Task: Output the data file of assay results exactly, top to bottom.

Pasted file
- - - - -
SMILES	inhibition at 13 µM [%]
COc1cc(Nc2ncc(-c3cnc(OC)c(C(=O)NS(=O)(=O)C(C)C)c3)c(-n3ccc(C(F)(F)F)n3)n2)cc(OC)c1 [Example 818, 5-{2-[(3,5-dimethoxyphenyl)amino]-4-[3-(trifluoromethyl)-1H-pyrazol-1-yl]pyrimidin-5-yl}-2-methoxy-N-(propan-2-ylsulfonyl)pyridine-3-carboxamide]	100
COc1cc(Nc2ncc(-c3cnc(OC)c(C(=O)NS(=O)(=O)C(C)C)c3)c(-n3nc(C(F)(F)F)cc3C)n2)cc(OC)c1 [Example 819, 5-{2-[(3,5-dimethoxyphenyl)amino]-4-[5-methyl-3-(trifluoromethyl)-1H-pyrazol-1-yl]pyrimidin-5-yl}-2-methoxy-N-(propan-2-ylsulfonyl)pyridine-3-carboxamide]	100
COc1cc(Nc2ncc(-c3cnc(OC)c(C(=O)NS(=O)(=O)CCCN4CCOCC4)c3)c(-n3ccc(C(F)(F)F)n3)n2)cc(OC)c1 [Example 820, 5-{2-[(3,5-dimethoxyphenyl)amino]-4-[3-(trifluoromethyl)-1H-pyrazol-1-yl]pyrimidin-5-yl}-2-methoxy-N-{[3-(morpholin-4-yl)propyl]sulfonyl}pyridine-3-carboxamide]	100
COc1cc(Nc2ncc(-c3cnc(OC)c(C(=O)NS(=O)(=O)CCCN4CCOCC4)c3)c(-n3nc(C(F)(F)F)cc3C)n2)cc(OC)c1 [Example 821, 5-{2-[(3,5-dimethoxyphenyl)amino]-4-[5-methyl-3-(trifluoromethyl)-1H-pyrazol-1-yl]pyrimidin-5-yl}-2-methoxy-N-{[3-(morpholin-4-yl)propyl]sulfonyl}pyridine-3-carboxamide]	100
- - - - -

SMILES	inhibition at 13 µM [%]
COc1cc(Nc2ncc(-c3cnc(OC)c(C(=O)NS(=O)(=O)C(C)C)c3)c(-n3ccc(C(F)(F)F)n3)n2)cc(OC)c1 [Example 818, 5-{2-[(3,5-dimethoxyphenyl)amino]-4-[3-(trifluoromethyl)-1H-pyrazol-1-yl]pyrimidin-5-yl}-2-methoxy-N-(propan-2-ylsulfonyl)pyridine-3-carboxamide]	100
COc1cc(Nc2ncc(-c3cnc(OC)c(C(=O)NS(=O)(=O)C(C)C)c3)c(-n3nc(C(F)(F)F)cc3C)n2)cc(OC)c1 [Example 819, 5-{2-[(3,5-dimethoxyphenyl)amino]-4-[5-methyl-3-(trifluoromethyl)-1H-pyrazol-1-yl]pyrimidin-5-yl}-2-methoxy-N-(propan-2-ylsulfonyl)pyridine-3-carboxamide]	100
COc1cc(Nc2ncc(-c3cnc(OC)c(C(=O)NS(=O)(=O)CCCN4CCOCC4)c3)c(-n3ccc(C(F)(F)F)n3)n2)cc(OC)c1 [Example 820, 5-{2-[(3,5-dimethoxyphenyl)amino]-4-[3-(trifluoromethyl)-1H-pyrazol-1-yl]pyrimidin-5-yl}-2-methoxy-N-{[3-(morpholin-4-yl)propyl]sulfonyl}pyridine-3-carboxamide]	100
COc1cc(Nc2ncc(-c3cnc(OC)c(C(=O)NS(=O)(=O)CCCN4CCOCC4)c3)c(-n3nc(C(F)(F)F)cc3C)n2)cc(OC)c1 [Example 821, 5-{2-[(3,5-dimethoxyphenyl)amino]-4-[5-methyl-3-(trifluoromethyl)-1H-pyrazol-1-yl]pyrimidin-5-yl}-2-methoxy-N-{[3-(morpholin-4-yl)propyl]sulfonyl}pyridine-3-carboxamide]	100